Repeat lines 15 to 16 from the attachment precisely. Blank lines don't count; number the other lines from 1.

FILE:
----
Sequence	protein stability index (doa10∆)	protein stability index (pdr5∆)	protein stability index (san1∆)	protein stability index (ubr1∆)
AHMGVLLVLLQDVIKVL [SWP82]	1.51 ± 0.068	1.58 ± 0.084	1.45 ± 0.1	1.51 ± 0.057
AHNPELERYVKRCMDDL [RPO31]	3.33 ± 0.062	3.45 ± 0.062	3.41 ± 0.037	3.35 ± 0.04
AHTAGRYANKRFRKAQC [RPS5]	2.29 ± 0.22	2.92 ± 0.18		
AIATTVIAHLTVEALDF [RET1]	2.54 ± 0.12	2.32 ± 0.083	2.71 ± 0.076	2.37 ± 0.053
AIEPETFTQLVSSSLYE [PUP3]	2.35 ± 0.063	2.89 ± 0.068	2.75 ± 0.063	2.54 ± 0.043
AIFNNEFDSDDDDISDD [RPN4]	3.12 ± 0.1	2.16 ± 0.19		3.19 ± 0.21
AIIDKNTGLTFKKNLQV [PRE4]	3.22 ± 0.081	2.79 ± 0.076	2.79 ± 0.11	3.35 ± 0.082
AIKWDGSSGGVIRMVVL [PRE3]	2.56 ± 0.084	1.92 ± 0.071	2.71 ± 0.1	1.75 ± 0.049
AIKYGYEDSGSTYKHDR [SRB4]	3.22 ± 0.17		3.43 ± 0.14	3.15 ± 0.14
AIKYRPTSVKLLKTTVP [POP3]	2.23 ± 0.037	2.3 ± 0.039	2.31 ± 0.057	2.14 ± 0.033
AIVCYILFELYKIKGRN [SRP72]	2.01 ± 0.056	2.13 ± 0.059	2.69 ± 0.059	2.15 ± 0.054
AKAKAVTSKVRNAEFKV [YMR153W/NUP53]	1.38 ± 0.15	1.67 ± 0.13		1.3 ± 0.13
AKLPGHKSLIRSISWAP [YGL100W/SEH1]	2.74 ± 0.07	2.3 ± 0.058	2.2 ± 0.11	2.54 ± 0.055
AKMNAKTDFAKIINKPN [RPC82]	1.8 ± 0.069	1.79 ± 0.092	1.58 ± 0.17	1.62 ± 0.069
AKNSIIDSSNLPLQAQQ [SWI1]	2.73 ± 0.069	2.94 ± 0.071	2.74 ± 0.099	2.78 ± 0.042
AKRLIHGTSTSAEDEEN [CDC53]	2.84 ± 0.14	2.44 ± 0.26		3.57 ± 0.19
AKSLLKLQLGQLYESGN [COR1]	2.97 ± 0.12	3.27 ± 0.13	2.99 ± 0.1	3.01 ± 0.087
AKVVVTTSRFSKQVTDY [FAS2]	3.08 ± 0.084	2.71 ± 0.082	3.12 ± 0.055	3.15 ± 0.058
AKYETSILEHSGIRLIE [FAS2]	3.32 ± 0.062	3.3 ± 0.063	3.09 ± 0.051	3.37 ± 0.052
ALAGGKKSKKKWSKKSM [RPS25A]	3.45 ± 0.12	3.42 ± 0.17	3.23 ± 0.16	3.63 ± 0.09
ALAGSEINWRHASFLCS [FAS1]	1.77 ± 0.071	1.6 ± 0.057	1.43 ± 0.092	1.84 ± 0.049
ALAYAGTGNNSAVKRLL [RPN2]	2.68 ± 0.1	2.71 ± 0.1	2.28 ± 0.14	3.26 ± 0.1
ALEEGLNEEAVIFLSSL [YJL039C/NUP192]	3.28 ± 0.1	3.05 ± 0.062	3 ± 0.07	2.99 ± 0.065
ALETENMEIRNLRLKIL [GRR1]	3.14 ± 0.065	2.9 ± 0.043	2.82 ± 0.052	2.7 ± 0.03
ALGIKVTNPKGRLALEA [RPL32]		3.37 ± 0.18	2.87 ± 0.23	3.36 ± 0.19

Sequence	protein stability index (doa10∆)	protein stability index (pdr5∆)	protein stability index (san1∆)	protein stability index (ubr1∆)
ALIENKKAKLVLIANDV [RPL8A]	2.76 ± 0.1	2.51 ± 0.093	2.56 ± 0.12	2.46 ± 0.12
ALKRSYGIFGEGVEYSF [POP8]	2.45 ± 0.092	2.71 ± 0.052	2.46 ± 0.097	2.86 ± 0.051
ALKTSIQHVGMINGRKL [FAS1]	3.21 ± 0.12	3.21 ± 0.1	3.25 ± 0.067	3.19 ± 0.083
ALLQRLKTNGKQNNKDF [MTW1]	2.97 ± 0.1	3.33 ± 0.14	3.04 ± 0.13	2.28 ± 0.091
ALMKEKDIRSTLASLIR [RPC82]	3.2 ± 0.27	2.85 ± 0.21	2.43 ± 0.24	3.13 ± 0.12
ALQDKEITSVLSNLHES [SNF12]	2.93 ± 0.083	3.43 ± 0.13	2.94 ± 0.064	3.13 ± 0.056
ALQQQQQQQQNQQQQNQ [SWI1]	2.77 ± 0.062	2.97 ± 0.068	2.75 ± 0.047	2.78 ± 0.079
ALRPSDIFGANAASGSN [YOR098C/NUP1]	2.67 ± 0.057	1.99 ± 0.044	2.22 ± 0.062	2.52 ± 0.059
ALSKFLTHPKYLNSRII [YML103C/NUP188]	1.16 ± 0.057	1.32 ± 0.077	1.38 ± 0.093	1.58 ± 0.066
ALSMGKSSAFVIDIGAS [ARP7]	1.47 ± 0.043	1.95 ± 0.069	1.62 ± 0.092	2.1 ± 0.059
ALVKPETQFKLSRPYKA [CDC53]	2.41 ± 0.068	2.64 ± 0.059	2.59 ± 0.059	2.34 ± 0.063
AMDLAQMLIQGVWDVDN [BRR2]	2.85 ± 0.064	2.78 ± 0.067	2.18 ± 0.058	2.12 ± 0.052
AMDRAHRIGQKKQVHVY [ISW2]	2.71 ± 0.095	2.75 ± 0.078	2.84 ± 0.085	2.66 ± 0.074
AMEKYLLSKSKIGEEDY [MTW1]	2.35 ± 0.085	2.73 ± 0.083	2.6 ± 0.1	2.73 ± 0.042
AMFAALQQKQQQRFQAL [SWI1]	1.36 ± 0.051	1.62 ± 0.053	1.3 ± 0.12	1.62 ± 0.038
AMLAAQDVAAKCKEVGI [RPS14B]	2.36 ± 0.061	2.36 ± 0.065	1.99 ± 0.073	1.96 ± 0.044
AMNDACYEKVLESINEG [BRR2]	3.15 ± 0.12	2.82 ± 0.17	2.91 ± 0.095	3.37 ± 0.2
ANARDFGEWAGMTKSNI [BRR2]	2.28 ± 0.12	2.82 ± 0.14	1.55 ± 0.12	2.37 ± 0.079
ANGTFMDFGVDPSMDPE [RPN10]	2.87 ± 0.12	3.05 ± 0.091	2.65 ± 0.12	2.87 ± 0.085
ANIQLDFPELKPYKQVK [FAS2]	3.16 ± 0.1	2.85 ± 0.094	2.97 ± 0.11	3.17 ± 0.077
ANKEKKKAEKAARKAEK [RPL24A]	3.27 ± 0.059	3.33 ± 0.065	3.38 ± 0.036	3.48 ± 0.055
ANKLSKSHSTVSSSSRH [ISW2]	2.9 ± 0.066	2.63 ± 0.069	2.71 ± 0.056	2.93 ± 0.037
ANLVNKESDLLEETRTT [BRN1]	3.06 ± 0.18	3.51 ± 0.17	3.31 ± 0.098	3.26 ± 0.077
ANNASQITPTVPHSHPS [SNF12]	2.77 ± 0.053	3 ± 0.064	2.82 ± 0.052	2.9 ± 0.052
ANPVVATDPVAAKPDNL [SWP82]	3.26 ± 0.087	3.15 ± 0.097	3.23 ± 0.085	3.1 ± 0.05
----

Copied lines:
AKMNAKTDFAKIINKPN [RPC82]	1.8 ± 0.069	1.79 ± 0.092	1.58 ± 0.17	1.62 ± 0.069
AKNSIIDSSNLPLQAQQ [SWI1]	2.73 ± 0.069	2.94 ± 0.071	2.74 ± 0.099	2.78 ± 0.042